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Nurses Focus on a Future that Demands Acute Care
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Nurses Focus on a Future that Demands Acute Care

by Regis University - The nurse practitioner role is growing in acute care settings. If you’re an NP who’s trained in primary care, it’s important to consider how the future of health care will impact your field and your...

Alternative Medicine and the Latin American Patient

Alternative Medicine and the Latin American Patient

by lorimadden - For caregivers managing Latin American immigrant patients, understanding how traditional or folk medicine relates to modern treatments is essential. What happens when self treatment doesn't work or...

The One I Have Never Forgotten

The One I Have Never Forgotten

by Breezey02 - As a student Practical Nurse, I made a commitment that I would go on a Medical Mission Trip to give back to those less fortunate for what I have been given. I signed on with a group of Nurses and...

Coping up after Job Rejection

Coping up after Job Rejection

by jambRN - My article is all about my journey in coping up after a rejection from the job that I was aiming for. It is about asking all the other nurses for support so I can continue my dreams and be able to...

Programming Your Brain for Successful Learning in Nursing

Programming Your Brain for Successful Learning in Nursing

by Aromatic - Since I’ve been picking up so many shifts for people’s vacations this summer, I have not had time to write a whole lot for this article yet L. But I will give you all a quick base from which we can...

Mistakes? Need advice, quit or recover?

Mistakes? Need advice, quit or recover?

by WillowtreeRN - I have been an inpatient PEDS Rn for 1 yr. I made a mistake, a lapse in judgement, that caused no harm and was fixed immediately. I was helping a physician with a procedure and I misunderstood what...

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Most Liked Comments

  • 28

    Quote from hillbillienurse
    I did not present my question as a complaint, but as a question. I wrote the question for a friend. Now that the bad attitude bunch has squealed and shaken a crooked finger, I will wait and be appreciative of answers that aren't laden with venom from elsewhere.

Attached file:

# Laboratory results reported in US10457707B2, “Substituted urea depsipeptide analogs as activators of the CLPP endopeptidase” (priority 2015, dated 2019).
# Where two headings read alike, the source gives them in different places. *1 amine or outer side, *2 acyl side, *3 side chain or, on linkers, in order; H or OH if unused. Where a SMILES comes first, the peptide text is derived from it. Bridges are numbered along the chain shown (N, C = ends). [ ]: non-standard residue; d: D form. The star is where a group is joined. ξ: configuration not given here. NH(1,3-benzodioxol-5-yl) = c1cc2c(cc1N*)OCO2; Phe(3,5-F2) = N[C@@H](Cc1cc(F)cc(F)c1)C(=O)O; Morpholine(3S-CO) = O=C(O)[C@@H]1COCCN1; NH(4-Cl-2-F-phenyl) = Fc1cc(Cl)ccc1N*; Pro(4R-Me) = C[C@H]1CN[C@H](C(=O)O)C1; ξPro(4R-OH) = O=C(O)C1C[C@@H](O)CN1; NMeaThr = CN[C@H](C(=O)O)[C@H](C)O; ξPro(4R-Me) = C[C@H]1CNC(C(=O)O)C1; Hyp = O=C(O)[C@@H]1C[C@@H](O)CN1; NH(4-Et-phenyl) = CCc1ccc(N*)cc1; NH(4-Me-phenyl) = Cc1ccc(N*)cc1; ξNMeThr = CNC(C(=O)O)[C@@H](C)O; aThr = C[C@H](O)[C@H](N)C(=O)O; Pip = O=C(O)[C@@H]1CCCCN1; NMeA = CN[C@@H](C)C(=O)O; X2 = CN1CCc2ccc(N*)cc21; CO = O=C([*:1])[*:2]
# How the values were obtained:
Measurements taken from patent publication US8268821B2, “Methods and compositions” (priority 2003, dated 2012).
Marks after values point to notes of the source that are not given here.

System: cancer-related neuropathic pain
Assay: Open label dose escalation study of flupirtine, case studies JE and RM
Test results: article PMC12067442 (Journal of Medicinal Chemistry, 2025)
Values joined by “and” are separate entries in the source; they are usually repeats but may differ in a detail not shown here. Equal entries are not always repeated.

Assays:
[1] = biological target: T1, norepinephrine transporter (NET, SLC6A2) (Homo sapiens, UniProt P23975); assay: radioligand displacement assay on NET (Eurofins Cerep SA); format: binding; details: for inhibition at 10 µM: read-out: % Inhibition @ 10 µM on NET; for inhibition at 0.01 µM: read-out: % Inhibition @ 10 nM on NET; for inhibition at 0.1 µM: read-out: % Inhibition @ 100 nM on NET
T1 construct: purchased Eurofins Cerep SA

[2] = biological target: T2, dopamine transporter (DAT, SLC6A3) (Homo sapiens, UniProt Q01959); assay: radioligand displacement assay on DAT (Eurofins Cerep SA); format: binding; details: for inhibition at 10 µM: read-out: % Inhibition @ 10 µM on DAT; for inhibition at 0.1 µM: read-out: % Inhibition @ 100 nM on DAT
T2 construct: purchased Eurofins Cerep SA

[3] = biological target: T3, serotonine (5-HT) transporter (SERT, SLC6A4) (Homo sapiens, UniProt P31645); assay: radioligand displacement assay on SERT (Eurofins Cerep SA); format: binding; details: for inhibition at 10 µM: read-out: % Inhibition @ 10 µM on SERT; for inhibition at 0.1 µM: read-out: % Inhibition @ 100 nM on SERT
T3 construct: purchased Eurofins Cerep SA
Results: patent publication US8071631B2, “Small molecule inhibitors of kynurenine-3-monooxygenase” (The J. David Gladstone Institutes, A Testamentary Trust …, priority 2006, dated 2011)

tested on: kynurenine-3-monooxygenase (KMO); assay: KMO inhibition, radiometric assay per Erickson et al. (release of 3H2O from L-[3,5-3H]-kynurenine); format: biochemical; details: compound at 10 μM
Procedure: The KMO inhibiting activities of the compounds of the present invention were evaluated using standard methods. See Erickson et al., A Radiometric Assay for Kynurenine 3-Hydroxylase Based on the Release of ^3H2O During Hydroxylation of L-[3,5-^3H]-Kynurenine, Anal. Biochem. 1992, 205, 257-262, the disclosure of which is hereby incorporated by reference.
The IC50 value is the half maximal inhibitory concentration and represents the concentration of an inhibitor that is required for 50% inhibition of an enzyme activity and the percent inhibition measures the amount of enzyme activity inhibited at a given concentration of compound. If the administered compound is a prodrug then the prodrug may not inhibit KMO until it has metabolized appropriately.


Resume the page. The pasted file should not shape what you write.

What "venom"? You asked a question and a few different people have answered. I don't read anything negative or critical in the responses. Yes, an RN can be assigned to work as a CNA. Most of us have had that experience over the years at one time or another. I've never minded it particularly; I was getting paid my usual wages for what was usually a much easier shift.

  • 25

    Yea no venom detected. Test results do show elevated levels of butt hurt.

  • 21

    Non nurses, business and marketing people trying to decide what is best for nurses. We've been telling you for years: Staff us properly.

  • 19

    There's generally not any reason why they can't, this is why job descriptions usually include a phrase along the lines of "and other duties as directed". Personally I don't have any problem with this, being the best paid CNA around usually isn't something to complain about.

  • 16

    Quote from Emergent
    My thought is that, wouldn't having random drug testing hanging over ones head deter nurses from even starting a habit? People don't start out addicted. They have to cross that line for the first time. Then the use gradually escalates into physical addiction.

    I detest random drug testing as much as anyone. But, it's like a vaccine. We KNOW, statistically, that a certain percentage of nurses are prone to addiction if exposed to certain substances. We have to PREVENT the person from catching this disease that not everyone will be susceptible to. I found out after my surgery last year that I'm not prone to opiate addiction. But some people are, and it''s probably a genetic predisposition.

    I would submit to random testing in order to prevent my colleagues from being exposed to substances that could trigger this disease in them.
    People become addicted to drugs /alcohol for 2 reasons, emotional or physical pain. The threat of RDS will not deter.You are not your brother's keeper. Do not give up your personal freedoms to protect anyone.
    Again , let the powers that be.. do their thing.

  • 14

    I think you might be over simplifying addiction a bit? In my experience, the vast majority of nurses who divert aren't picking up the addiction from work. They usually end up addicted through legal means - like surgery - first, which is also the trend for the rest of the US. Once a nurse is stealing, it's usually a sign that they are pretty advanced in the addiction process.

    Also as someone in her state's program, we don't need any more recreational MJ users which is all the random drug screens seem to catch.


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